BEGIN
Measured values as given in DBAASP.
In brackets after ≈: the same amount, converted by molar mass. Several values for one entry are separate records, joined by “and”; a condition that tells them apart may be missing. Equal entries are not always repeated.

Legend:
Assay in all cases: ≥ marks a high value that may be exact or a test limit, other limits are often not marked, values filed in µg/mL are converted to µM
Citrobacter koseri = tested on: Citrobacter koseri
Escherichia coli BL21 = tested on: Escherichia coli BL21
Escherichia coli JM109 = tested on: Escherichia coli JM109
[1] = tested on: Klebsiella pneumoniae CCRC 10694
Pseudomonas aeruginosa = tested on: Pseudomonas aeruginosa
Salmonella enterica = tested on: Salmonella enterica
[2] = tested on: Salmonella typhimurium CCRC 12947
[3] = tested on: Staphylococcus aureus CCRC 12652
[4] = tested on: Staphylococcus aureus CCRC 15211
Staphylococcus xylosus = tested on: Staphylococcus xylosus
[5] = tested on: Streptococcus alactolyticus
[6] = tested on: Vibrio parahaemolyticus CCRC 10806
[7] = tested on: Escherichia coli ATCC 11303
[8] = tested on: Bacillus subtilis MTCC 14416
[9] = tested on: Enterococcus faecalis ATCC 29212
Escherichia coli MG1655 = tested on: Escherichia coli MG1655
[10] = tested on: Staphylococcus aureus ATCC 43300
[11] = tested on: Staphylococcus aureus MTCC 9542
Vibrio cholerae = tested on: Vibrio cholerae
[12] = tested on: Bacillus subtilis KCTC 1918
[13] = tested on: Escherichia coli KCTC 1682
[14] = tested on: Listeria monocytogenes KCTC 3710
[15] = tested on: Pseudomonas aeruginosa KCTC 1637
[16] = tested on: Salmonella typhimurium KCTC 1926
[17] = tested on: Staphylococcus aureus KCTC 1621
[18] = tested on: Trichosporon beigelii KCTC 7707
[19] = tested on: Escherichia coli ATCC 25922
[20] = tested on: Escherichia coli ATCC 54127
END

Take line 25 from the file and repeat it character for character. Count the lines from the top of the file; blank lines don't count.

[13] = tested on: Escherichia coli KCTC 1682